When I saw the pictures of the Woodbury Community Foundation’s Soiree Spooktakular this morning on the Woodbury Patch, I thought of Voter Fraud.
Now don’t worry, those good folks pictured were the epitome of fun and they worked raising money for worthy causes.
Dressing up for their Halloween Spooktakular reminded me fondly of when I dressed up as “The Raven” for a Halloween party few years ago. I couldn’t help but think of Edgar Allen Poe, the master of the macabre. You may remember Poe’s haunting stories, “The Raven”, “The Pit and the Pendulum” and “The Masque off the Red Death” to name a few. It is believed that Edgar Allen Poe had been kidnapped and forced to commit voter fraud in 1849.
Poe’s stories would begin with an eerie event, someone feeling tired, sick, weary, on a sad, dreary night; AND that would be the cheery part – misery, lonesomeness, death would be the subsequent theme. Poe’s own experiences tell a terribly woeful life story but through it all, he kept writing.
Poe tried desperately to ditch his problem with drinking. He’d wander the streets, disheveled and people expected him to turn up drunk.
On Election Day, 1849 Poe showed up at a bar called Ryan’s 4th Ward Polls in Baltimore. “Cooping” was a form of voter fraud in which backers of a candidate would force strangers to vote multiple times for their candidate dressing up in disguise. Potential voters at the time were kept in rooms. The payoff was free alcohol.
Poe was sick; some said it was from alcohol poisoning. Others believe he was delirious from contracting rabies. More believed he was beaten. He was found with clothes on that were not his own. Scholars believe that he may have been forced to change his garments in order to cast multiple votes. Victims of cooping were often beaten to force them to commit voter fraud.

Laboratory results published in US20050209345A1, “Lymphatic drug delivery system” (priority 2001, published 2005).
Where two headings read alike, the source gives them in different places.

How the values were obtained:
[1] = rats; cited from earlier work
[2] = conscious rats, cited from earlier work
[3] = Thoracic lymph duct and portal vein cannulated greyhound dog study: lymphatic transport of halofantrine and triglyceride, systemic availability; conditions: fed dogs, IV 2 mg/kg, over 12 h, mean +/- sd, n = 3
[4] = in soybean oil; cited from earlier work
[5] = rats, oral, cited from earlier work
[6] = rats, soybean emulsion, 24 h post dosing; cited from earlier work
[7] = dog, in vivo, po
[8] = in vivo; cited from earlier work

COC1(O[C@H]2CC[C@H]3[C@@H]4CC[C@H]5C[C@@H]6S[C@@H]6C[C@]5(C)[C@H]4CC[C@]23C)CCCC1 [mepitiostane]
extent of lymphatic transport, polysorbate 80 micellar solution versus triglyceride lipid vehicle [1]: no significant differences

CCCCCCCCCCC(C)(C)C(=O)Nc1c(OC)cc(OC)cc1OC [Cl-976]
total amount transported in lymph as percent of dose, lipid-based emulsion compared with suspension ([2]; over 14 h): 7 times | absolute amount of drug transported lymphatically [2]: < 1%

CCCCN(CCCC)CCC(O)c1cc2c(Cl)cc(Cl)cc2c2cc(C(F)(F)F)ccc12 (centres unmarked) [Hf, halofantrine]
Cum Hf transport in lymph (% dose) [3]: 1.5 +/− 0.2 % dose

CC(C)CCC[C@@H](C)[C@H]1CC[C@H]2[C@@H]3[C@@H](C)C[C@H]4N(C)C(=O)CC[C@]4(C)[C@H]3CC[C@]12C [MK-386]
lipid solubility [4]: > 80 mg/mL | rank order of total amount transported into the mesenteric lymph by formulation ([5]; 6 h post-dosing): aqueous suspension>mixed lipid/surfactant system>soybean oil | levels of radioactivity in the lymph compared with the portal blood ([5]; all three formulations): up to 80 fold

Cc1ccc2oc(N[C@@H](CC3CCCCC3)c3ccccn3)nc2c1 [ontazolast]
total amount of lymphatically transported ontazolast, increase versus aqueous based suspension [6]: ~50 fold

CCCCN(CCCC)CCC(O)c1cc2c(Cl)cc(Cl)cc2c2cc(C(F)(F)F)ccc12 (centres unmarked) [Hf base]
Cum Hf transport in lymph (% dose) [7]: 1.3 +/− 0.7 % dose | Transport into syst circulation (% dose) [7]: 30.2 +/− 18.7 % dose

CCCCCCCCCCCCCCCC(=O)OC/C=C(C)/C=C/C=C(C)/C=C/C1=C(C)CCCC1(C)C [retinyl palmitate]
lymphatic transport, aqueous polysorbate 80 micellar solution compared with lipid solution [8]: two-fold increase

At only 40 years old, Poe was left to die, penniless. And on his deathbed after the election, he called out the name “Reynolds” repeatedly, unable to formulate complete sentences.
Reynolds was the name of the polling official.
What do you think of these more pragmatic incentives to vote? 40 to 50 years later, votes were still paid for but at least it was not as dangerous and folks were not beaten. Political parties regularly paid voters $5 or $10 to cast the proper ballot; some payment came in the form of a keg of whiskey, a barrel of flour or, in the case of the 1890 New Hampshire Congressional race, a live pig!
Despite my efforts tonight to write about the voter id/voter fraud issues, my thoughts are on the hog. My vote could be courted for a hog - God be with the good old days. Oscar Wilde said, “We are all in the gutter, but some of us are looking at the stars”. Yeah, I'm in the gutter, I’d be eyeing the hog!
Good luck tomorrow voting!!!!